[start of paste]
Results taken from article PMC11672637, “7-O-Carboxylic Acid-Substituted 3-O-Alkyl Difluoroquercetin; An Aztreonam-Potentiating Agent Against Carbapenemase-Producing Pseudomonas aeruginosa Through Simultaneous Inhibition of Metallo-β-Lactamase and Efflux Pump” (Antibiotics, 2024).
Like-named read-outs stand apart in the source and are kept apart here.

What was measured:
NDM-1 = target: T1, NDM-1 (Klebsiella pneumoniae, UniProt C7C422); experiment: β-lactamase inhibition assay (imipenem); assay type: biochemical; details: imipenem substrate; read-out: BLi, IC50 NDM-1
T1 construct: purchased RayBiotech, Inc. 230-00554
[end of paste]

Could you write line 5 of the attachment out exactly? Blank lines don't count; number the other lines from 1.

T1 construct: purchased RayBiotech, Inc. 230-00554